SAP solidified its industry cloud strategy with growing adoptions of its next-generation ERP suite of applications, while capitalizing on near-term opportunities with an array of Cloud products.
On the eve of its biggest customer conference SAPPHIRE NOW, the vendor held an industry analyst day focusing on its traction in different verticals from banking to utilities.
The key focus was on the 370 early adopters of S/4 HANA, which is billed as the latest ERP suite of applications that could breathe new life into SAP’s vast installed base of 291,000 enterprise customers.
Another key takeaway was the stepped-up marketing of HANA Cloud Platform, which enables a slew of ISV partners and customers to immediately take advantage of the in-memory database to boost the performance of their industry-specific solutions.
Then there were the incremental benefits of Cloud applications that SAP has purchased over the past three years including the $8.3-billion acquisition of Concur for Cloud-based travel and expense management in 2014. In the first quarter of 2015, along with Fieldglass(a much smaller acquisition for contingent labor management), Concur accounted for more than two-thirds of revenues of SAP Business Network, one of the three key pillars of the vendor with the other two being Platform(mostly SAP HANA) and Applications. Concur and Fieldglass now overshadow the contributions from Ariba, which used to be the backbone of the SAP Business Network.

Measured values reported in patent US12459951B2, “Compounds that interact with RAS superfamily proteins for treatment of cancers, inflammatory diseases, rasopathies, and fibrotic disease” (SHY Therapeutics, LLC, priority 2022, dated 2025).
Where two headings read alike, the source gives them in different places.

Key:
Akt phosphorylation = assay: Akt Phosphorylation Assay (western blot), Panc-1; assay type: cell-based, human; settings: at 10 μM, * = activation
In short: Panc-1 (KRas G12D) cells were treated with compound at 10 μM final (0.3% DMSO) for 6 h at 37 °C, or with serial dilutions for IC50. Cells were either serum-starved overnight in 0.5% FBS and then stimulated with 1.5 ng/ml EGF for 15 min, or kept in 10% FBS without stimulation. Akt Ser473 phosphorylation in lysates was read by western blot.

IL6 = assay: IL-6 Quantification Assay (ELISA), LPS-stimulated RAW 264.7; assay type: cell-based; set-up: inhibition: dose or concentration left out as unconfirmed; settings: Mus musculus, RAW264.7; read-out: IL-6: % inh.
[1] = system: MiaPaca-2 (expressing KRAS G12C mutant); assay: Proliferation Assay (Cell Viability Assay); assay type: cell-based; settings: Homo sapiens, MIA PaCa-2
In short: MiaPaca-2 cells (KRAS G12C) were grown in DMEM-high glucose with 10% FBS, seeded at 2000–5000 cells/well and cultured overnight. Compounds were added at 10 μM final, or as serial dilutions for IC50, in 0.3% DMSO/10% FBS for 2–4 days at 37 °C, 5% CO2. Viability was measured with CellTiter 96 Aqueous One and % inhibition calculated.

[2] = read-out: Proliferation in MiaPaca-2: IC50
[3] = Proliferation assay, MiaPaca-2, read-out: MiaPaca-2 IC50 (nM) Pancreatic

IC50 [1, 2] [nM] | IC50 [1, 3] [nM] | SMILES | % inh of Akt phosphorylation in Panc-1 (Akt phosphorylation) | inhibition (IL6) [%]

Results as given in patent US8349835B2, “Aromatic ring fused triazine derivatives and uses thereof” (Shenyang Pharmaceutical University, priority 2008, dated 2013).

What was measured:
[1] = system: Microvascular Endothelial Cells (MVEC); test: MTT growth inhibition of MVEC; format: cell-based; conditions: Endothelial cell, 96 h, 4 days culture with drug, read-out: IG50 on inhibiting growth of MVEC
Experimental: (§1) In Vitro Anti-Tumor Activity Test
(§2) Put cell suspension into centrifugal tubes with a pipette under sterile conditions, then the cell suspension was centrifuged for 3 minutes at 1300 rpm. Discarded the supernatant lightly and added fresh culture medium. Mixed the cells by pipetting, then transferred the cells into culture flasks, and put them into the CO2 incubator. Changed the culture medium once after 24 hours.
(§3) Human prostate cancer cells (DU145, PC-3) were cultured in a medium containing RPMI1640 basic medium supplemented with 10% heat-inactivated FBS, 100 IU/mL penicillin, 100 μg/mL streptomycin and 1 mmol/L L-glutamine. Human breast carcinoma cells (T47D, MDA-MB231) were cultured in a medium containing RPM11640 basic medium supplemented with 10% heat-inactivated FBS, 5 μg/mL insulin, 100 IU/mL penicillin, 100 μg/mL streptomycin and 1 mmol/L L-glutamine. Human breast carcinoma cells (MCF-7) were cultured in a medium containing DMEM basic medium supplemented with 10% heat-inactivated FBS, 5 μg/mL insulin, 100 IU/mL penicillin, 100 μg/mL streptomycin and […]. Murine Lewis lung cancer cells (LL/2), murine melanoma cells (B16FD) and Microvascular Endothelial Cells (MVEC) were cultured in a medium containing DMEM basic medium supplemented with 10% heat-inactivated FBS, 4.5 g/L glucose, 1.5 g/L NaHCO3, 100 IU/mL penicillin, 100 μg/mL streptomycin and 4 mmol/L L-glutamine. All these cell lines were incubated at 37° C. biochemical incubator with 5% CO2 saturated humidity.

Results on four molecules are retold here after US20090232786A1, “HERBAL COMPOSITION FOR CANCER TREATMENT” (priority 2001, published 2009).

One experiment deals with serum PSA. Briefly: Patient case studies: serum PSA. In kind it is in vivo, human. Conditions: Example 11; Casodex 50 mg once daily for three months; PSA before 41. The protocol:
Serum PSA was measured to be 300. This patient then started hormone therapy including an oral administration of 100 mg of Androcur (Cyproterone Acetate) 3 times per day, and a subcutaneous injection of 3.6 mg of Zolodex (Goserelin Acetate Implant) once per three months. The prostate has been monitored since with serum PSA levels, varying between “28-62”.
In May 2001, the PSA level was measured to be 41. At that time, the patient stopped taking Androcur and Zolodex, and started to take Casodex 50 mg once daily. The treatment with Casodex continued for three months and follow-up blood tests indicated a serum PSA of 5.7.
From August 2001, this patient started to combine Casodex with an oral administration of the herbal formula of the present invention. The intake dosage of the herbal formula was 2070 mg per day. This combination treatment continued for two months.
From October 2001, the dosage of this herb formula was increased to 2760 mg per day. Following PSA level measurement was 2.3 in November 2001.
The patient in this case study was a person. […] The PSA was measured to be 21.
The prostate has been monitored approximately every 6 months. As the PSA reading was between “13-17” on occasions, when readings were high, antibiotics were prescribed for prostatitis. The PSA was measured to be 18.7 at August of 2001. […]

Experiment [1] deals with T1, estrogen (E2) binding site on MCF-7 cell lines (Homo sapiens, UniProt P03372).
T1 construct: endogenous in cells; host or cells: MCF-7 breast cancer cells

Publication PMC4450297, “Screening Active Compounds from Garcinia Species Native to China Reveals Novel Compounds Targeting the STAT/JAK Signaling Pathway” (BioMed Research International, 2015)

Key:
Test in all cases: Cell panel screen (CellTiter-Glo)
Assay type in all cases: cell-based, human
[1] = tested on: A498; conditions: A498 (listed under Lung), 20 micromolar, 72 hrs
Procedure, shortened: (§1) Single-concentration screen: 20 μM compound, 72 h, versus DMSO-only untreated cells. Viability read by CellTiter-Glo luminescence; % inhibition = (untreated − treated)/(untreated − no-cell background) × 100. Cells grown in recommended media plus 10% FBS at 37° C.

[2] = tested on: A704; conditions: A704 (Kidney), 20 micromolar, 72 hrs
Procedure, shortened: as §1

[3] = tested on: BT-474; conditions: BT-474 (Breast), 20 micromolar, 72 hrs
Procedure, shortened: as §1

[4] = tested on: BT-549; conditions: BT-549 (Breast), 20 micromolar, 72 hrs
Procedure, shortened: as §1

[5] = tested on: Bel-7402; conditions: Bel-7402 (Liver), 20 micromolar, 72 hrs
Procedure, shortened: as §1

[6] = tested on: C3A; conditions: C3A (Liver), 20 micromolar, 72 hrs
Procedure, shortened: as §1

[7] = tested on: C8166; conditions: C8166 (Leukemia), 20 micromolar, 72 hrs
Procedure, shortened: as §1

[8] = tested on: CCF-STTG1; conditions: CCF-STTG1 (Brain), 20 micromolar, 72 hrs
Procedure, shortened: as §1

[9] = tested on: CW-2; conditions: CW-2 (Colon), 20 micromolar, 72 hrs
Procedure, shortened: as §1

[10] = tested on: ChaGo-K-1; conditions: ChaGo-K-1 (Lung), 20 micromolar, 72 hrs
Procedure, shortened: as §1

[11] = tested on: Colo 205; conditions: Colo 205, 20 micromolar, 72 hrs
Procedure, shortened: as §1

For verticals like professional services that leverage Concur and Fieldglass extensively because of the industry fit, the acquisitions simply gave them reasons to invest more in SAP.
Over the past few years, most of these Cloud applications have been instrumental in fast-tracking SAP to become one of the largest Cloud providers in the world with an annual run rate of $2-billion-plus in Cloud subscription revenues.
Obsession Over S/4HANA
Despite the Cloud push, S/4HANA, which is available in both Cloud and on-premise delivery options, remains SAP’s current obsession.
Make no mistake about it, S/4HANA is the real deal personifying the new era of Run Simple with SAP, boasting less than half of the code lines of the old ERP system that it replaces. In fact, SAP said the data footprint of S/4HANA is 10x smaller than that of its predecessor. The result: faster performance and throughput, quicker updates(as many as four new releases a year), as well as greater emphasis on usability with the help of the new UI called Fiori. S/4HANA, which was officially launched in February 2015, has gained acceptance by the likes of Florida Crystals.
Florida Crystals, the multi-billion-dollar sugar company, recently went live in less than four weeks with Simple Finance, the main module of S/4HANA. By any measure, the quick go-live was a new milestone for any SAP implementation, which previously could have taken its customers months or years to do the same.
The question is whether spotlighting S/4HANA alone was enough to drive new sales into the two dozen verticals like energy and chemicals where SAP has served well and continued to profit handsomely by selling and maintaining a host of industry-specific applications from joint-venture accounting for oil and gas to core banking and liquidity management for financial institutions.